"Ragnarok's" sporadic publishing schedule has left fans of the book clamoring for months between issues and can prove to be a frustrating ride, but -- once it arrives -- it's easy to forgive as readers discover just how much work has gone into the issue in their hands. This week's issue proves that point once again as Walter Simonson takes the Stone God to the foot of the world tree in his search for answers about the fallen realm of Asgard. The story pulls in readers and the old-school craftsmanship of the narrative means the book has much to give.
What makes "Ragnarok" work is the history the creator has with this material as well as his own expertise on the subject matter. Simonson, a mythological scholar in college, revels in the minutiae of the Norse gods down to the last detail. The character designs are all vibrant and befitting; it's a testament to his skill that the protagonist of the series is missing half a face and is somehow still expressive. As Thor is guided through the odd trappings of reviving the well of knowledge, which includes the removal of his own eye as it had Odin's millennia before, Simonson has fun with the process, embracing the gore and the pageantry that is closely associated with these gods in their lore. His art style has developed a texture to it, the depth and shading represented by harsh scratched lines, that has yet to find a true color companion in the 21st century. His work was so associated with the flat coloring process of 80s and 90s and, with the improvements in the technology, it wasn't until Laura Martin's understanding of the page in this book that Simonson's art has really taken off once again. Martin adds subtle hues to the scratches, embracing them and giving them added depth while striking the balance between cooled and dusty color palettes. John Workman's lettering bridges this gap well, always looking completely at home over Simonson's art; it's hard to imagine one without the other.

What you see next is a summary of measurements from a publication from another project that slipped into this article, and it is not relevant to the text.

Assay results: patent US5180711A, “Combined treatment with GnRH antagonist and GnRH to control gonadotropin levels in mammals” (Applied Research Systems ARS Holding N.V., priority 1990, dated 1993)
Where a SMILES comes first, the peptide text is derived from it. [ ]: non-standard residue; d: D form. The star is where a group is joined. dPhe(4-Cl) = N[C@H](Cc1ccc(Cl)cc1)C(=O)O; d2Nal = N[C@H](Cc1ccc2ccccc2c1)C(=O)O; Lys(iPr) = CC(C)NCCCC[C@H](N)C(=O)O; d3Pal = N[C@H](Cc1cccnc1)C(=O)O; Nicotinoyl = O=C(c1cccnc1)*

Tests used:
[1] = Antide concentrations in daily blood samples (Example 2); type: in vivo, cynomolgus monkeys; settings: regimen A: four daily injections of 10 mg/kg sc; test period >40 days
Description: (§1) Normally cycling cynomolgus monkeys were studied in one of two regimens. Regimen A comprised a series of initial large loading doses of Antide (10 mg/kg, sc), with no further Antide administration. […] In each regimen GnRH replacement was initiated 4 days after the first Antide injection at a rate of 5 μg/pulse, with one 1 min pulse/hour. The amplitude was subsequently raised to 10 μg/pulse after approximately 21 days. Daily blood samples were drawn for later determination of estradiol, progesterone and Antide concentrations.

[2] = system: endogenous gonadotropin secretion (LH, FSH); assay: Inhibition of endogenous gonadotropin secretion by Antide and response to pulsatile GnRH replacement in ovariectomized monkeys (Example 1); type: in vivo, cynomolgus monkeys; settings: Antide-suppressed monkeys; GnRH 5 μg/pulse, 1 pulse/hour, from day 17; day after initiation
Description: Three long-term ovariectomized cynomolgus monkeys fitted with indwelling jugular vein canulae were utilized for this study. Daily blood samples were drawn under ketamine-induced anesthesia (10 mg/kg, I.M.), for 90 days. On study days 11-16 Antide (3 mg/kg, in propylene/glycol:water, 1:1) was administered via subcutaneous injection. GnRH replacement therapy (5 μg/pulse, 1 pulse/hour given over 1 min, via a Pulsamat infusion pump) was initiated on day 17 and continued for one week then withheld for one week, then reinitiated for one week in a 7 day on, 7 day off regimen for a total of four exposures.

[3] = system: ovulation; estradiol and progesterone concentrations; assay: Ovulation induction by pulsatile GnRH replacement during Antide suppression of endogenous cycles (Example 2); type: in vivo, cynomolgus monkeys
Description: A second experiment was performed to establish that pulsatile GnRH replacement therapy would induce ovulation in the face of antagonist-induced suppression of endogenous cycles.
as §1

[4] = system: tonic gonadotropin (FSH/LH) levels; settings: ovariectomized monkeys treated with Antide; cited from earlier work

If it hadn't been clear from the start, it is certainly clear now that this story is Simonson's spiritual sequel to his legendary run on Marvel's own Thor. The Thunder God is on a quest for revenge and the quest finally intensifies here as Surtur is made aware of Thor's return to the realms of the living dead. This is a Thor whose stoicism and relentlessness drive him ever forward to atone for his sins and seek retribution for those fallen members of his family. In between, Simonson continues to develop the journey of a widowed dark elf and his daughter as he seeks out his own revenge for the death of his wife at Thor's unbeknownst hand in issue 2. The balancing of all this is handled so simply by the team that their veteran skills make the pacing seem easy to control.
"Ragnarok" is an incredible gem of a series, surprisingly overlooked in a market that has much love for the original material and another company's interpretation of the same idea. Simonson quietly creates a title that he seems custom built to create and, though it's unknown when readers will see the next issue, it's always a joy when it arrives. Woe to those of any realm who sleep on this title.